why?

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bmpsands
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why?

Post by bmpsands »

Our neighbours have been away for a month and their bay hedge seems to have developed a problem. The leaves are staining dark brown/black from the stem outward. There's no sign of pest or disease. I notice that another house in the hamlet has a newish planting that will become a hedge and the leaves on that are doing the same thing, but round the edges of the leaves. In both cases more than half the leaf is affected.

Any ideas?
Bea; 19 hens (most of whom I intended to get); 6 bantams (which I never intended to have); old Benji dog and young Toby dog (who I definitely wanted). Three years into country living and loving it.
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Stef
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Re: why?

Post by Stef »

It could just be a reaction to the cold weather we have had, especially in the recent winds as they get wind scorched quite easily. Bays can sulk for months but they often just revive and come back with little intervention.

Our potted ones are a little bit brown but 2 have started shooting nice new green leaves, the other is still sat in a huff.

You/they could trim them back to make it look prettier and give the insides more sun... that is all I ever do with them.
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bmpsands
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Re: why?

Post by bmpsands »

Thanks Stef - We've had such up and down weather that, if I were a bay hedge, I would sulk also.

Bea
Bea; 19 hens (most of whom I intended to get); 6 bantams (which I never intended to have); old Benji dog and young Toby dog (who I definitely wanted). Three years into country living and loving it.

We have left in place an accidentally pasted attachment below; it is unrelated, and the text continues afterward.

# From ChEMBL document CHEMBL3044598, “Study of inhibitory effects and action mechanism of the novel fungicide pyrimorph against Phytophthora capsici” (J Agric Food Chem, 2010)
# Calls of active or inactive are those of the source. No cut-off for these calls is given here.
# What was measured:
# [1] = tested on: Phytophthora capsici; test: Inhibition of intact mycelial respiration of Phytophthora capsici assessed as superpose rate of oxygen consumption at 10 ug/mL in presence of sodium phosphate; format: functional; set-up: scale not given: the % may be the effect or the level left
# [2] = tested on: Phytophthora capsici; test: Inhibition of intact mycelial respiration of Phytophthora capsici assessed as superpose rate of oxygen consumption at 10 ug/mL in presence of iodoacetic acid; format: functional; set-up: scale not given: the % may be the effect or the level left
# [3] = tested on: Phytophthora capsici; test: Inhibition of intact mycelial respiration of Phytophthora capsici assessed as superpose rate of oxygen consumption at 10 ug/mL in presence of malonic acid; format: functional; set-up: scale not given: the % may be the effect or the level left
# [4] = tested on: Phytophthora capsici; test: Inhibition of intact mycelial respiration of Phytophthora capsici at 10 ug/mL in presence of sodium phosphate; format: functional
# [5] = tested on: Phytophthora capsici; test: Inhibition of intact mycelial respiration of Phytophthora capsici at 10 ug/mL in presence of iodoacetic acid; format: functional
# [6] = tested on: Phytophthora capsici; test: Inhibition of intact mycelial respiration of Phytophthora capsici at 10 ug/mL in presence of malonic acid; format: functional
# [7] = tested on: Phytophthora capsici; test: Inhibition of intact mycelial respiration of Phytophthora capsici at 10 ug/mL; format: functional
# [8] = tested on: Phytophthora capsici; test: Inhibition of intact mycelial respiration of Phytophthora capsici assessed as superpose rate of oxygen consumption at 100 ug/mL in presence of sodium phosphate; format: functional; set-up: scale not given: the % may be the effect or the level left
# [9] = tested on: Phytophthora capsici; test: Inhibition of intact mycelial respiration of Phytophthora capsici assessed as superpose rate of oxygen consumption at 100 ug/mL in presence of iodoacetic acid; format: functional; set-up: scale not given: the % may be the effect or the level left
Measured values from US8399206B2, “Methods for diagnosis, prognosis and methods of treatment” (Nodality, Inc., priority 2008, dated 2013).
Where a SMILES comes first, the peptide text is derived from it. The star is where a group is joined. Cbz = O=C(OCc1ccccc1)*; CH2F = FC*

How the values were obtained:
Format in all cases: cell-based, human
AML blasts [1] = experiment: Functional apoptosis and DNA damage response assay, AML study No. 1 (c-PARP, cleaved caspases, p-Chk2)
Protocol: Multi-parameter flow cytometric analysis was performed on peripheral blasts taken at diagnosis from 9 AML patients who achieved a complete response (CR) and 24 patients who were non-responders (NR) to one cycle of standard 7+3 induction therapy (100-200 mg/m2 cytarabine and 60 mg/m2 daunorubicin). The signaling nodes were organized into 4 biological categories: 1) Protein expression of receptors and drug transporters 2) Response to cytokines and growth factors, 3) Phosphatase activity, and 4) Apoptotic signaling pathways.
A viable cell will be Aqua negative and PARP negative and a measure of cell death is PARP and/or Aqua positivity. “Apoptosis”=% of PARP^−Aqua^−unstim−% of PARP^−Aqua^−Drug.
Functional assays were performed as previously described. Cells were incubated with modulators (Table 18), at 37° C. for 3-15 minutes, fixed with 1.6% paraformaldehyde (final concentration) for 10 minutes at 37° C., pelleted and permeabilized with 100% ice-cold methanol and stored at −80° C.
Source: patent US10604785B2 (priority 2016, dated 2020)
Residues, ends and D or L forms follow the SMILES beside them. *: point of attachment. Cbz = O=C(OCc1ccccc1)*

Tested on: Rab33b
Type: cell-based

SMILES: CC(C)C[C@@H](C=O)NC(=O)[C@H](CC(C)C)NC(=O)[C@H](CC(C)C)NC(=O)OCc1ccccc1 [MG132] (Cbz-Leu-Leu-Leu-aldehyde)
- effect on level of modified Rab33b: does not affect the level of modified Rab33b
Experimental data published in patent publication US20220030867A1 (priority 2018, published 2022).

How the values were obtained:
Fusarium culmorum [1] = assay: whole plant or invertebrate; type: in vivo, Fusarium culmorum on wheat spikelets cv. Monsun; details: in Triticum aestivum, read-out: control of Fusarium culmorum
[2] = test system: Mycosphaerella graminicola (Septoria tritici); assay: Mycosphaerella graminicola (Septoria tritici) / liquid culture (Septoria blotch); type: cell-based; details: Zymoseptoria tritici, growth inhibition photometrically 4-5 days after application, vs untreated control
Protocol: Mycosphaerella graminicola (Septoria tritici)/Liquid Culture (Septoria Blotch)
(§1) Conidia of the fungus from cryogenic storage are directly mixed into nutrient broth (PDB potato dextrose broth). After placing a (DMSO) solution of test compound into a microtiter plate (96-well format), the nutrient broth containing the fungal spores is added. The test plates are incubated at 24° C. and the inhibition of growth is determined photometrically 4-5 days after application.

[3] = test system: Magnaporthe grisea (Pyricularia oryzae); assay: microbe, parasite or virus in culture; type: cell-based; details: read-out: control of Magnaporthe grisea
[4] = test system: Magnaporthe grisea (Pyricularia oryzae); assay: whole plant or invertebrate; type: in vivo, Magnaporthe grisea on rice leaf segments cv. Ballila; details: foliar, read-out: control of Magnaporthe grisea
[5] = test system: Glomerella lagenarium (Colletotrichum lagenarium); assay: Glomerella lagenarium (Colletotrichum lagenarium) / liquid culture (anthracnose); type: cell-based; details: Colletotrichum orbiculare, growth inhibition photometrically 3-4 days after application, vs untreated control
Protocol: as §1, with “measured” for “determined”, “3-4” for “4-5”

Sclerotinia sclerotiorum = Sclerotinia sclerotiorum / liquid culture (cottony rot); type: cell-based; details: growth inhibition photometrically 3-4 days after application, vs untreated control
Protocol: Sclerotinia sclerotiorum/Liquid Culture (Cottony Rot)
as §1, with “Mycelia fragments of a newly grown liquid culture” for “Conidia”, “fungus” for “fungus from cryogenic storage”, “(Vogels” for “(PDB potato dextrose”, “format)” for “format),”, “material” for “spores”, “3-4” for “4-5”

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LittleBrownFrog
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Re: why?

Post by LittleBrownFrog »

My bay is the same, just on the windward side.
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Spreckly
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Re: why?

Post by Spreckly »

We have had similar with non-gardening neighbour's enormous leyllandi and holly, and some of our golden privet. Other hedges in the village are similary affected, and we are only a few miles from the sea. We have also had a lot of salt blown by the wind onto windows and paintwork.
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Homemade
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Re: why?

Post by Homemade »

With a bay tree it is worth looking to see if it is sooty mould. Does the black wipe off of the leaves?
If it does then it is mould growing on what is politely termed honeydew or aphid/scale insect poo!

Look at the underside of the leaves and if there a small brown raised dots like tiny limpets them you have scale insects which are pooing onto the lower leaves.

The cure is to use a systemic insecticide to kill the bugs. The mould is just unsightly and can be left to wash off.

Sprekly - Brown patches on Leylandii can be due to tiny almost invisible aphid which will eventually kill the plant. They can also be controlled with insecticide if the infestation is not to bad , but personally if it is Leylandii I would rather they )reap( . )run(
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Spreckly
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Re: why?

Post by Spreckly »

Homemade - unfortunately it isn't the little insects on the leylandii, I wish it were, as neighbour refuses to cut it. Most of the hedge (not ours), is affected with what Bea describes, and it has affected other trees in the village, which are in direct line to the sea air.
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Linda S
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Re: why?

Post by Linda S »

Spreckly one of our holly trees has lots of brown patches on the leaves and quite a lot have gone yellow its flowering but i dont know whats up with it >shrug< Lindaxx
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bmpsands
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Re: why?

Post by bmpsands »

Here's an update. The bay leaves never recovered - but more have grown. Many of the leaves in the village look a bit patchy but are fighting back.

The bad news is that the etiolated beech tree in our garden, that grew to about 35 ft before we moved in, has also been affected. There are so few healthy leaves on it that I am seriously worried. We were going to splurge on a tree surgeon visit at the back end of the year to see how to reduce it in size without ruining it. I now wonder if it will survive. I'm assuming that something that big will be tough but I am concerned.
Bea; 19 hens (most of whom I intended to get); 6 bantams (which I never intended to have); old Benji dog and young Toby dog (who I definitely wanted). Three years into country living and loving it.
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